One point that would like to make is this, any form of student engagement is an opportunity. There are classes that I need to teach very hard to engage students. Any lever or advantage I can gain in this endeavor is to the good. Your points on well posed questions are great, but, if on a given day if you don't have that perfect question or a very teachable moment occurs; having a "yes or no" survey question in hand can still be very useful and engaging, and suprisingly lead to that more in depth discussion we all long for.
We are being given these systems to use in the coming year. I think they are terrific, especially with secondary. My only problem is that I currently teach 4 and 5 year-olds, so I think it will take quite a bit of brainstorming before we find ways to use them regularly.
Honestly Martha I think you will find that they work with any age group. If you are going to have the kids touch the board you will have to think about the setup given their diminutive stature. Be sure that your tech person downloads the full gallery file. There are tons of cool things there to use with kids. Also check out some of the resource files at the smart ed site. The lessons are pre alligned to most if not all state standards, many include accessments to be used with the Senteo. If you are from Ohio we are conducting state wide Smartboard trainings both face to face and via IVDL that you can take advantage of, they are being underwritten by a grant from the Martha Holden Jennings foundation.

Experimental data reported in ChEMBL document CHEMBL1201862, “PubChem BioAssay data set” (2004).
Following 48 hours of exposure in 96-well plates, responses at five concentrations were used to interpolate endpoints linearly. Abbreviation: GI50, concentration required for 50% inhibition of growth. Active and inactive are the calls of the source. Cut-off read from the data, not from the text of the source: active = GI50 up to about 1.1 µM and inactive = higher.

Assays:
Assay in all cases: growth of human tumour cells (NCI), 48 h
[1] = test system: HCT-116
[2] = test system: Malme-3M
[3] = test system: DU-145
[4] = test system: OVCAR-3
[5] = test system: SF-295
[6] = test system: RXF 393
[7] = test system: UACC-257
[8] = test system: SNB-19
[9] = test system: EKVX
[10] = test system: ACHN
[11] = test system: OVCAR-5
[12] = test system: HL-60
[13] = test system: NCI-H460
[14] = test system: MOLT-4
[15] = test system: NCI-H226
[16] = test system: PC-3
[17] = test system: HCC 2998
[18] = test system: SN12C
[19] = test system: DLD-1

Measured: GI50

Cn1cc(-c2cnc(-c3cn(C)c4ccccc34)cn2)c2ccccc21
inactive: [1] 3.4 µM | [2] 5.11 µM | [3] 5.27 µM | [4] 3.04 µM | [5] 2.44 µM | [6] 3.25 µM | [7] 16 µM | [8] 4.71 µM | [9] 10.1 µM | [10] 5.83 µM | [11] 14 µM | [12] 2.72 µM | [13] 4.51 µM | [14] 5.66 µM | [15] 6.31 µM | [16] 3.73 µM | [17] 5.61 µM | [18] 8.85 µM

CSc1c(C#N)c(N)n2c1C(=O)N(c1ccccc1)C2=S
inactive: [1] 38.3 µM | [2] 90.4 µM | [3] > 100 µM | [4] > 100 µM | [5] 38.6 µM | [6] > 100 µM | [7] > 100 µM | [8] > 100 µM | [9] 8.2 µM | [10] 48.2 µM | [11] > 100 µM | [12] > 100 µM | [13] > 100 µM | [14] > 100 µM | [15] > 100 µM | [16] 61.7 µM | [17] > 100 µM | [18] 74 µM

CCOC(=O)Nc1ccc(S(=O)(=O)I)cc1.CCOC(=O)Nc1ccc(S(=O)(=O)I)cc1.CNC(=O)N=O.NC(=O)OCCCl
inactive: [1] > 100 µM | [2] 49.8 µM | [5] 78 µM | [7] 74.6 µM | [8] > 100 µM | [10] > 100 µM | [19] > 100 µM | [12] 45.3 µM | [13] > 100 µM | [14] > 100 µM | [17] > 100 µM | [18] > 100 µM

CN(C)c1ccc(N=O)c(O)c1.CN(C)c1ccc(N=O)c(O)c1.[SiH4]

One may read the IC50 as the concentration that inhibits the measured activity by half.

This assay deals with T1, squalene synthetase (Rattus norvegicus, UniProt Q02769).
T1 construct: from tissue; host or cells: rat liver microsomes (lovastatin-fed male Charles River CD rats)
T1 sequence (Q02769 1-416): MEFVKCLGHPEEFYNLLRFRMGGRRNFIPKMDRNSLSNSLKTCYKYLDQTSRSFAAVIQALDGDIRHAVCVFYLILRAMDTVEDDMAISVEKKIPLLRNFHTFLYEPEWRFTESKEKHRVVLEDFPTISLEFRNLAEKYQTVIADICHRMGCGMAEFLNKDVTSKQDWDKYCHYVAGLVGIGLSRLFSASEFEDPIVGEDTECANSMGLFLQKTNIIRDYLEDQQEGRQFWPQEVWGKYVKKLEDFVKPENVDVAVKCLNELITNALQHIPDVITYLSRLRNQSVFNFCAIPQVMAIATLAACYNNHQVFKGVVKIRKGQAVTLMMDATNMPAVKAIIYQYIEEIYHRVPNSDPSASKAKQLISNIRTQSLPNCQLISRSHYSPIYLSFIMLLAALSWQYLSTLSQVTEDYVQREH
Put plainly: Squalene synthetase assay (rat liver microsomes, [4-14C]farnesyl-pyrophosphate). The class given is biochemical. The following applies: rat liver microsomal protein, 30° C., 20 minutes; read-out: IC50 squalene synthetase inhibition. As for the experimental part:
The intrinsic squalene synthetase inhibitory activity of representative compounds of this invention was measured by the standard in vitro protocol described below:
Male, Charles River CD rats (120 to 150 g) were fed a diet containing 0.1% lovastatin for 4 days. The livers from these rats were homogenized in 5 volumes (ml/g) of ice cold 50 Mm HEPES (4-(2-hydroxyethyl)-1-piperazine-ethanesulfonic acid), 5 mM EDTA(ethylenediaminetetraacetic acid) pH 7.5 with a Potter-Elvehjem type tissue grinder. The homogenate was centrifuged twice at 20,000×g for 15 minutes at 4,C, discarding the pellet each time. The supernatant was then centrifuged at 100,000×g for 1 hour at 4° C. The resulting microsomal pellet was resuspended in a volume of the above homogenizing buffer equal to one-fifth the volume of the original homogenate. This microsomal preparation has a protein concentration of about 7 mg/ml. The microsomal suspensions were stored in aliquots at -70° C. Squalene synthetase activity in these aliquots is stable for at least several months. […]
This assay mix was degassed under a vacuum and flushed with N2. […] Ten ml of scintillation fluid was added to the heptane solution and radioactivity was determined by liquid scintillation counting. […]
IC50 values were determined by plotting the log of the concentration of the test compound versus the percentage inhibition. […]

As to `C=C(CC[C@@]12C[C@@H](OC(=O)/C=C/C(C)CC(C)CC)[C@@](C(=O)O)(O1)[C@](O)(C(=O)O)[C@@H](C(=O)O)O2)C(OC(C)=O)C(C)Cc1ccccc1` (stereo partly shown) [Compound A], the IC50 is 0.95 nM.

Our district looked into SRS last year. We have some SRSs in our district that teachers and buildings have written grants for. We did a little "bake off" where vendors came and did a half hour gig on their product -- to get a better idea of what product(s) would be "best".

Senteo (SMART) --> Works within the SMART Notebook software - better for formative assessment
Turning Point --> good for instant feedback -- the least expensive (not as robust)
EduTec --> Great but very expensive

We found out that maybe having 2 options for our district would good because elementary teachers wanted instant feedback while secondary teachers wanted the option to do formative assignment (tests/quizzes).

Some random thoughts

Benefits of SRSs:
-Instant feedback
-Lets you know if your class understands the concept INSTANTLY. If everyone gets it right..well move on! If 1/2 the class gets it wrong then spend more time!
-Anonymous

I don't know about your districts but in our district teachers still use PowerPoint and love it (because they know it :) ) and they want to use their PowerPoints in the SRS software. Senteo (SMART) let's you go into PowerPoint and adds a little icon in it and it works in PowerPoint (along with their Notebook Software). Turning Point allows PowerPoint integration.

The bake off was awhile ago so I can't remember specifics. Prices ranged from hmm..I'm really really doing a ballpark estimate here... ranged from $650-$1,300. Turning Point being the cheapest, Senteo in the middle and Edu Tec at the high end. Of course buying several SRS at once you could get a discount and buying one would be more. And remember that was a total ballpark estimate!!
I am a big fan of the senteo because of the feedback they give you on the device screen. They let you know when you are in the class, how you are doing, and when the quiz is finished. They are also very good for scoring as you can export the results of a quiz to an XLS or HTML file. In version 10 of the smartboard software they have a nice (even better) interface with the notebook tool bar. I think, while the senteo do work with PowerPoint they are a bit klunky: they work much better in Notebook. While I don't have much experience with turning point they do seem to be a better fit with PowerPoint than the senteo.